Pain relief from acupuncture is real, Penn study finds

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    Scientists have long puzzled over whether acupuncture relieves pain on its own or if it’s a case of the placebo effect.

    In a new experiment from the University of Pennsylvania, acupuncture reduced pain by about 40 percent for a group of breast cancer patients, even for the women who did not believe it would work.

    “To our surprise, we found actually in the real electro-acupuncture group, the expectation had no influence on outcome at all,” said study author Jun Mao, director of the Integrative Oncology Initiative at the Abramson Comprehensive Cancer Center. “Patients performed equally well whether people believed in acupuncture or not.”

    Patient expectations weren’t always irrelevant, however. When women received simulated acupuncture and believed the treatment would work, it did — even better than the actual needle therapy. But, if they were pessimistic, they reported little to no pain relief.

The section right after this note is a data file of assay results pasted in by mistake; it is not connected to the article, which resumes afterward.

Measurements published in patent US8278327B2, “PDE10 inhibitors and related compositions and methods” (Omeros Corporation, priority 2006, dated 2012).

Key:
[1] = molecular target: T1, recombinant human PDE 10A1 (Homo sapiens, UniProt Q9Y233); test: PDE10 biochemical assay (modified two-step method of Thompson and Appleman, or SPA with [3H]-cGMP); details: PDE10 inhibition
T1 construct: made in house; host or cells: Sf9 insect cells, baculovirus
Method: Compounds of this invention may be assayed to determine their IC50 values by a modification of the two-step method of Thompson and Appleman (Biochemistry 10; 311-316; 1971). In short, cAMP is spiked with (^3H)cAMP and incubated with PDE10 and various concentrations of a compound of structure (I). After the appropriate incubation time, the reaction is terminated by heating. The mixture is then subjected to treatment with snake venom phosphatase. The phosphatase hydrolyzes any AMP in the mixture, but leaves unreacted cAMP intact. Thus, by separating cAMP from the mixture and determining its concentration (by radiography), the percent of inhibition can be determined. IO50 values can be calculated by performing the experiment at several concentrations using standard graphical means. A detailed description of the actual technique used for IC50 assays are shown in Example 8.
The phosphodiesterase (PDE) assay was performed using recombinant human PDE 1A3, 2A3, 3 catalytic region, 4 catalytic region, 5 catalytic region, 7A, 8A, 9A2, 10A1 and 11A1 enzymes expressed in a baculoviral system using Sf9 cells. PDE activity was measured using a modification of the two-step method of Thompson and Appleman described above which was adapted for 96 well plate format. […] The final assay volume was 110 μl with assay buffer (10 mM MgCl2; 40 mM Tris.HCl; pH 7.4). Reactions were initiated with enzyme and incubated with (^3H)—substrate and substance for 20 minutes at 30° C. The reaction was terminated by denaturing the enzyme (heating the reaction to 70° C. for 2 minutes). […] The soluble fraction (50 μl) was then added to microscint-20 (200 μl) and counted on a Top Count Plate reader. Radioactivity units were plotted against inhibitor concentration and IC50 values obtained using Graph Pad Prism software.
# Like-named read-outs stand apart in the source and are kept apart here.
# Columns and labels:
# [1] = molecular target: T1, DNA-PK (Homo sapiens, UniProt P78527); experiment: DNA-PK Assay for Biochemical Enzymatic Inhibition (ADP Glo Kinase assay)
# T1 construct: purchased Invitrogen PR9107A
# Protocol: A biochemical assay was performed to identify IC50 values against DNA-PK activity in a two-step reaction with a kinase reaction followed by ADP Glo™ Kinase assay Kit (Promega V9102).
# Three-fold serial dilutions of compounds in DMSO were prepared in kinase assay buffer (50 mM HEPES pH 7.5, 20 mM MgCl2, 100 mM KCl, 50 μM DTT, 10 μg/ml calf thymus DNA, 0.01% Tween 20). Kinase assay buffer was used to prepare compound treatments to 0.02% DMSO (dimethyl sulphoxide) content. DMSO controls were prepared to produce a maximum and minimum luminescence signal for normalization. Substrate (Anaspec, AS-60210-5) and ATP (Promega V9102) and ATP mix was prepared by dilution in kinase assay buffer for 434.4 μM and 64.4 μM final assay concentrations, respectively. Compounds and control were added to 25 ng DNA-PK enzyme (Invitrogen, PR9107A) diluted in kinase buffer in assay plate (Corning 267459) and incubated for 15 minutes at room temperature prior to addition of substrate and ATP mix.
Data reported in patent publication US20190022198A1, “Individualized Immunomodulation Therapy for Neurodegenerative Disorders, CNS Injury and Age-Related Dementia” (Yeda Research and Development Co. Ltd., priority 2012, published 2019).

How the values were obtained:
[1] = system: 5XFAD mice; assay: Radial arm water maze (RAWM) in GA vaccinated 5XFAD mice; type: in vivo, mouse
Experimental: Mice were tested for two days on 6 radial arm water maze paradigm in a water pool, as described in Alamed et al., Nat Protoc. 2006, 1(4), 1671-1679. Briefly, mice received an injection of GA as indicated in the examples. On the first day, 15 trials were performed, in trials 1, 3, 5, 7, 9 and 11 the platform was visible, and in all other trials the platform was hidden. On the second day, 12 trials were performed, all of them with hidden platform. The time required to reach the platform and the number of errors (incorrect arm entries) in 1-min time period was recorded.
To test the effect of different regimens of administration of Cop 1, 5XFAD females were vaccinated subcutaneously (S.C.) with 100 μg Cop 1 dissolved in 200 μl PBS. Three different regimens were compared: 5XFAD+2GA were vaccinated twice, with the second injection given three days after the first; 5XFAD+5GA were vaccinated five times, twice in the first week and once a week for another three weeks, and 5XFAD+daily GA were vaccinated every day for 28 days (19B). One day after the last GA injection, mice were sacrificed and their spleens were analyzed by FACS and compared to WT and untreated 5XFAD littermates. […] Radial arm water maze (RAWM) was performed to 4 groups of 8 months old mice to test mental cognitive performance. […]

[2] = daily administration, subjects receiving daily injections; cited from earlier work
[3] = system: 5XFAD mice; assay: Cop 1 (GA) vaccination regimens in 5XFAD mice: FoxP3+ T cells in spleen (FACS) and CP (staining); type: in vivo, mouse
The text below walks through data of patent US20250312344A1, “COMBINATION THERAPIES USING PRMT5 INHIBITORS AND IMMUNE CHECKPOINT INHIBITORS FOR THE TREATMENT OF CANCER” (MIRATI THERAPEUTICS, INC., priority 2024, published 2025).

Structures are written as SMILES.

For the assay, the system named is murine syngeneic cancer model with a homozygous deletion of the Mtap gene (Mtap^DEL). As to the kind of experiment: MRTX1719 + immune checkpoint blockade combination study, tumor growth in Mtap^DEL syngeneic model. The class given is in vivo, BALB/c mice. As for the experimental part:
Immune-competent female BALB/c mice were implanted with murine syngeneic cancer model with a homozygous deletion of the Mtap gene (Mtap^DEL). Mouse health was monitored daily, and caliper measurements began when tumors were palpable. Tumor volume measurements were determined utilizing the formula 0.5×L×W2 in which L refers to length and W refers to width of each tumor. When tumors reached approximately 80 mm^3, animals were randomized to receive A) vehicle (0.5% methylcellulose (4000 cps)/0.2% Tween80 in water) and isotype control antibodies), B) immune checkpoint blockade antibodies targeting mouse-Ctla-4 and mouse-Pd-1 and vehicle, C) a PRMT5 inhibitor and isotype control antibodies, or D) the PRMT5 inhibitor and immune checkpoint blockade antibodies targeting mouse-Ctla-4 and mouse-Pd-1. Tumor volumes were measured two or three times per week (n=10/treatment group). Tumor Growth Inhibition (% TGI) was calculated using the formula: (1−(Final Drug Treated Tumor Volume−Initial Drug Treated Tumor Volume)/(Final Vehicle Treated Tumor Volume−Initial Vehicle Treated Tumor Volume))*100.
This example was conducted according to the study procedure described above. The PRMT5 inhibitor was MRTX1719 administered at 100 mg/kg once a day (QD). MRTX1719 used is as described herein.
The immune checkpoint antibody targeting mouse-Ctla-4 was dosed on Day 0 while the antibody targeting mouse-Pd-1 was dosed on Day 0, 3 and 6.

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    The curious finding, published in the Journal of the National Cancer Institute Monographs, could lead to a new way of prescribing the alternative medicine.

    “Potentially, we can personalize the delivery of acupuncture based on baseline expectation to optimize pain reduction outcomes in patients,” said Mao.

    Larger trials are still needed, he said, but it’s good news that acupuncture appears to work even for those who doubt it. The traditional Chinese medicine, he added, can be a useful tool for doctors to consider especially because it has fewer side effects than many prescription drugs.

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